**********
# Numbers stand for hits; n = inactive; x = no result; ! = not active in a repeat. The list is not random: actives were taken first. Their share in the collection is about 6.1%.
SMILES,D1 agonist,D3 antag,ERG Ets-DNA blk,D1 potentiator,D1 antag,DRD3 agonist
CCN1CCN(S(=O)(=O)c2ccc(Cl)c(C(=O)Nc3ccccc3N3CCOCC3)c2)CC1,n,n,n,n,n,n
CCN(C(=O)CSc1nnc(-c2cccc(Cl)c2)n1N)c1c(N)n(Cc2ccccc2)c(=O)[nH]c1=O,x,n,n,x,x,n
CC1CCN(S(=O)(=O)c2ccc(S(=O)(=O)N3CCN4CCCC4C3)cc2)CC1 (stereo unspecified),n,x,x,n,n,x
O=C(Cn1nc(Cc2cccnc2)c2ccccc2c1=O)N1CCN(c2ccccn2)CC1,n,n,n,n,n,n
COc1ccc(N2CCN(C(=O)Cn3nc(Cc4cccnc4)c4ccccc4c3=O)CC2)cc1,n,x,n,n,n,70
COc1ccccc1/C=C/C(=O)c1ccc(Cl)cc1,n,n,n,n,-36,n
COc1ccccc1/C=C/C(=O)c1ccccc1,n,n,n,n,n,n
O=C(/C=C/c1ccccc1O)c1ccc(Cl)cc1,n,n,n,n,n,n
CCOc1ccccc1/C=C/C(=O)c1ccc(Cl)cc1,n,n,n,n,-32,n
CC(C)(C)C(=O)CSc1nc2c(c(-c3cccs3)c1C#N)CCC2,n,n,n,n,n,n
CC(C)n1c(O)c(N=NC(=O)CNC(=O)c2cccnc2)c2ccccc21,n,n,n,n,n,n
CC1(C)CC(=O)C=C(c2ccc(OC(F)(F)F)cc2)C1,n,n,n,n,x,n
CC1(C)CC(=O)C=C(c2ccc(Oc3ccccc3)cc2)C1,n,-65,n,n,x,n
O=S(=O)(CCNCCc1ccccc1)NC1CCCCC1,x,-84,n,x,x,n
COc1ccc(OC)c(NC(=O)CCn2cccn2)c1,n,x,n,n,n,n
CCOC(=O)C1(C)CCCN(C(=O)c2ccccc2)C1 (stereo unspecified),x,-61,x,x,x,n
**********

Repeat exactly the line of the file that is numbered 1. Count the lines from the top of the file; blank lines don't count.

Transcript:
# Numbers stand for hits; n = inactive; x = no result; ! = not active in a repeat. The list is not random: actives were taken first. Their share in the collection is about 6.1%.